With mounds of snow everywhere we look these days, it’s sometimes hard to remember that underneath all of that white stuff are a plethora of plants and flowers that flourish when our weather improves.

But the outlook is good for all of our local flora and fauna.

To show which particular plants and flowers are threatened or near extinction, NetCredit has generated a map, based on the latest numbers from the United States Department of Agriculture, which estimates that the number of plants that have disappeared since 1750 is double than that of all birds, mammals, and amphibians combined.

In South Dakota, North Dakota, and Oklahoma, it is the white-fringed orchid, which is also known as platanthera praeclara. It’s found mainly in tallgrass prairies west of the Mississippi River and grows to nearly fifty inches long, sprouting up to 40 ghost-like fringed flowers. It emerges in May and blooms in June or in July further north.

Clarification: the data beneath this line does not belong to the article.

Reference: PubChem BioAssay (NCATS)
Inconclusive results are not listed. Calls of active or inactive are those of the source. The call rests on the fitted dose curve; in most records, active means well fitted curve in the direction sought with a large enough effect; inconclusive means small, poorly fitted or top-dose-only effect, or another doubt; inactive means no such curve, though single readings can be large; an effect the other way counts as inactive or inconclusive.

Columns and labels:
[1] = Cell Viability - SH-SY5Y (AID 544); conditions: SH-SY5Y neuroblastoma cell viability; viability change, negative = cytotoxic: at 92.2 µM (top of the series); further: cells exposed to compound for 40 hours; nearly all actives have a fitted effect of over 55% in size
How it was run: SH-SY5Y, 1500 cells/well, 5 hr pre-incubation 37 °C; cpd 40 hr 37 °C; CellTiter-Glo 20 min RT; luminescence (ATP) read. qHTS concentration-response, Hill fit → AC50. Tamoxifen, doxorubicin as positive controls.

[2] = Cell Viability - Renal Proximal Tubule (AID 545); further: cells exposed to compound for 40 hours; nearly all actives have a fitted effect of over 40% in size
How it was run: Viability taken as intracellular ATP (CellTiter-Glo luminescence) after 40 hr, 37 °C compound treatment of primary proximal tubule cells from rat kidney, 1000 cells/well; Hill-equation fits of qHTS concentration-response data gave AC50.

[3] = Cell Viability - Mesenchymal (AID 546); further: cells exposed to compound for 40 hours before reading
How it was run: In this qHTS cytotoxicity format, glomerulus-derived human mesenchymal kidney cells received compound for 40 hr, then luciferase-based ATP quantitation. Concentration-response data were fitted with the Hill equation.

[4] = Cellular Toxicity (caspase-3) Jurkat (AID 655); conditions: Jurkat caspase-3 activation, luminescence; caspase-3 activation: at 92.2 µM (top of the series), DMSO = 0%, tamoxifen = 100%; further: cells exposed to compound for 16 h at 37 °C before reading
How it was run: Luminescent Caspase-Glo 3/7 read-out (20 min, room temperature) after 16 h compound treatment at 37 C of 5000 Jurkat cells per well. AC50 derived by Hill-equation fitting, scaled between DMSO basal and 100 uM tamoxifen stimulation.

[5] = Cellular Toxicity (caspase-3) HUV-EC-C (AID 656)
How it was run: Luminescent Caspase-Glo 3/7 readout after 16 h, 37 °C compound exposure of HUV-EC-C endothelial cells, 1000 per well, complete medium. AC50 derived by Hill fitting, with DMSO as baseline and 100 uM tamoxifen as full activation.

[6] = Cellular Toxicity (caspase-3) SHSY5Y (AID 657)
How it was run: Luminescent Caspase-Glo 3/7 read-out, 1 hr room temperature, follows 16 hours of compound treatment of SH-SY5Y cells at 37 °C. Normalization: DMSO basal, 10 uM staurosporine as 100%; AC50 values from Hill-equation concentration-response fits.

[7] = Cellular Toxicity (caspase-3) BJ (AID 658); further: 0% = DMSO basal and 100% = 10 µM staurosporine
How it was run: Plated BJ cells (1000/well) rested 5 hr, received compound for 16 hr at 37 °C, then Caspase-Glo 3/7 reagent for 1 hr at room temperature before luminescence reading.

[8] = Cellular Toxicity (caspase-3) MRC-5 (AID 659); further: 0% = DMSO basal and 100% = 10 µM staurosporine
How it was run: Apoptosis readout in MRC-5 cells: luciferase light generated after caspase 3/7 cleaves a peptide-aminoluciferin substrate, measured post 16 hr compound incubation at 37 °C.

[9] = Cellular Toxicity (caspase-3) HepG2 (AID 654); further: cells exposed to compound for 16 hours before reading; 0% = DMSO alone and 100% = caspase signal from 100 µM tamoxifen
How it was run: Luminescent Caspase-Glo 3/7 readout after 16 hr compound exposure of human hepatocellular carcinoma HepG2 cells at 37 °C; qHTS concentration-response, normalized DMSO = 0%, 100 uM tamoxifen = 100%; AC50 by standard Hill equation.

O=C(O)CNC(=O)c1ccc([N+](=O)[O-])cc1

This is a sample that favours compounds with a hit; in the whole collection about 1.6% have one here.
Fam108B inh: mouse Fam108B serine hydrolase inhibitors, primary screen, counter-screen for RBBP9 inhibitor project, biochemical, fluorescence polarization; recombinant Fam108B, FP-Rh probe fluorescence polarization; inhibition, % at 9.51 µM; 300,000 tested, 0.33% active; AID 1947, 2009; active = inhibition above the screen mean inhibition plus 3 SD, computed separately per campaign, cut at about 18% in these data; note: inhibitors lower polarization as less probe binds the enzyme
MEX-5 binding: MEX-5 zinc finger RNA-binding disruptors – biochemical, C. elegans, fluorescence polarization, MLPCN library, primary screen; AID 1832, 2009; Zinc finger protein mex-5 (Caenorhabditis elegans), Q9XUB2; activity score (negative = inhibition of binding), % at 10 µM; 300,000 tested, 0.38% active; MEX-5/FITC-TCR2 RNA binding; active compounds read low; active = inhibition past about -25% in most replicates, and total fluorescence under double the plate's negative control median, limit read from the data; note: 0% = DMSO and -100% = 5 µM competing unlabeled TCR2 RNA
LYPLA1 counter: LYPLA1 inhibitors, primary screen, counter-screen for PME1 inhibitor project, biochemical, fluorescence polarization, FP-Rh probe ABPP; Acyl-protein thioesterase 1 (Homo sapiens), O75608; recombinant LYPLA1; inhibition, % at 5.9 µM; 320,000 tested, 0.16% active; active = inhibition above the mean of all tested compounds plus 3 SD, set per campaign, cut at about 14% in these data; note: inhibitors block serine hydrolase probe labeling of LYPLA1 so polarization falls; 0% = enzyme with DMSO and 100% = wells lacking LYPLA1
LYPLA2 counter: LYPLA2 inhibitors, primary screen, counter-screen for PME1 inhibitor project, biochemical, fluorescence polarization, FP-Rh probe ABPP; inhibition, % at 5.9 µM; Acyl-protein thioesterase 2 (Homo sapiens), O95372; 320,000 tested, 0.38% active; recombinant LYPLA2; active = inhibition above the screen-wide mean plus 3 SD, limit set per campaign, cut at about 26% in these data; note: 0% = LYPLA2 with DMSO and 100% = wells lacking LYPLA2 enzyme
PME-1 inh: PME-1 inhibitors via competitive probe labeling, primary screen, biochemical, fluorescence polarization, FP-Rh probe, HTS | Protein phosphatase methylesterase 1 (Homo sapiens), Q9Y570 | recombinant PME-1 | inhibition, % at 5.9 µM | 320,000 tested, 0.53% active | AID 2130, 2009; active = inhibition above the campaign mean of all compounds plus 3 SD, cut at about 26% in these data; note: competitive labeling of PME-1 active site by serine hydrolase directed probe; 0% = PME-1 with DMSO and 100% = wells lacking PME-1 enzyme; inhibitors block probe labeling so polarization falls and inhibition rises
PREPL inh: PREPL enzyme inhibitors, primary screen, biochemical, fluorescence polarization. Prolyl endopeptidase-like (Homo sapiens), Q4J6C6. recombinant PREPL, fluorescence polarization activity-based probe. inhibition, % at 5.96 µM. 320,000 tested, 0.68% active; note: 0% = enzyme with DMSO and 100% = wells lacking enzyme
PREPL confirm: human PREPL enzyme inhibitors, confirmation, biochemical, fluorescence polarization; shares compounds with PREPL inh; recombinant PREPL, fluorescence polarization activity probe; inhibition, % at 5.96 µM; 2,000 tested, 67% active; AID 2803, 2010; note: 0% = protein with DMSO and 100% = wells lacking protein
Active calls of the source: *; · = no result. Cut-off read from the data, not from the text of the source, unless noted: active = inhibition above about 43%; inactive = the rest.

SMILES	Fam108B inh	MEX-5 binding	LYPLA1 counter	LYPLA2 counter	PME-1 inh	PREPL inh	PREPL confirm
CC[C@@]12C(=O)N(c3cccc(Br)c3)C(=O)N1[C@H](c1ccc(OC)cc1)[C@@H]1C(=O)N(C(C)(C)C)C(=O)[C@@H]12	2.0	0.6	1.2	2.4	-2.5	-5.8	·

The United States Fish and Wildlife Service attributes the decline in numbers to an increased conversion native prairie to cropland.

The plant has been listed as a threatened species in the United States since 1989, and in 2008 it was listed as an endangered species by the International Union for Conservation of Nature. It was also listed as endangered in Canada in 2003, but since then the Nature Conservancy of Canada has stepped in to protect nearly 25 percent of the plants.

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